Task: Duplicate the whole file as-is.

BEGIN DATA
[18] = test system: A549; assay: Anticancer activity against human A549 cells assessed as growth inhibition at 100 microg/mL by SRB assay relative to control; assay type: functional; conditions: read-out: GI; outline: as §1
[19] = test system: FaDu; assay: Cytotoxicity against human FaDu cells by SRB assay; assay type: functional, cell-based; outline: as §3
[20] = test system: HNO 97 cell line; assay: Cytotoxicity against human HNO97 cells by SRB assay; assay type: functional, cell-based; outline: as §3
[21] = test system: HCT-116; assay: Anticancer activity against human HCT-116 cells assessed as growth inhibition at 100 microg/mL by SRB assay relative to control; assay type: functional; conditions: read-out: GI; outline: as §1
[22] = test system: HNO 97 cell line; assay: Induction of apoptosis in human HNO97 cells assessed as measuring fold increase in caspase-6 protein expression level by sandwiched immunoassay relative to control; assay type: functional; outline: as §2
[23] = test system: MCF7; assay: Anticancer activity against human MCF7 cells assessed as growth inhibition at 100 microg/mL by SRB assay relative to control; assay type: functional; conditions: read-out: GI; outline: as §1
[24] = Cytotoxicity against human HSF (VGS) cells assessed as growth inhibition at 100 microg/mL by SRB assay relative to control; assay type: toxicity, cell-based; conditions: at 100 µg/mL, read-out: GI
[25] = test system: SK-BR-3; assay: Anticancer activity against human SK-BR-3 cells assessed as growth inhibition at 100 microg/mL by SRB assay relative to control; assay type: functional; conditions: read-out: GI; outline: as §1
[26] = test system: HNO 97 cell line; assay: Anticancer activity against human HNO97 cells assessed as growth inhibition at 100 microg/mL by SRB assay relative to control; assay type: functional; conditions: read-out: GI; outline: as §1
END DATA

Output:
[18] = test system: A549; assay: Anticancer activity against human A549 cells assessed as growth inhibition at 100 microg/mL by SRB assay relative to control; assay type: functional; conditions: read-out: GI; outline: as §1
[19] = test system: FaDu; assay: Cytotoxicity against human FaDu cells by SRB assay; assay type: functional, cell-based; outline: as §3
[20] = test system: HNO 97 cell line; assay: Cytotoxicity against human HNO97 cells by SRB assay; assay type: functional, cell-based; outline: as §3
[21] = test system: HCT-116; assay: Anticancer activity against human HCT-116 cells assessed as growth inhibition at 100 microg/mL by SRB assay relative to control; assay type: functional; conditions: read-out: GI; outline: as §1
[22] = test system: HNO 97 cell line; assay: Induction of apoptosis in human HNO97 cells assessed as measuring fold increase in caspase-6 protein expression level by sandwiched immunoassay relative to control; assay type: functional; outline: as §2
[23] = test system: MCF7; assay: Anticancer activity against human MCF7 cells assessed as growth inhibition at 100 microg/mL by SRB assay relative to control; assay type: functional; conditions: read-out: GI; outline: as §1
[24] = Cytotoxicity against human HSF (VGS) cells assessed as growth inhibition at 100 microg/mL by SRB assay relative to control; assay type: toxicity, cell-based; conditions: at 100 µg/mL, read-out: GI
[25] = test system: SK-BR-3; assay: Anticancer activity against human SK-BR-3 cells assessed as growth inhibition at 100 microg/mL by SRB assay relative to control; assay type: functional; conditions: read-out: GI; outline: as §1
[26] = test system: HNO 97 cell line; assay: Anticancer activity against human HNO97 cells assessed as growth inhibition at 100 microg/mL by SRB assay relative to control; assay type: functional; conditions: read-out: GI; outline: as §1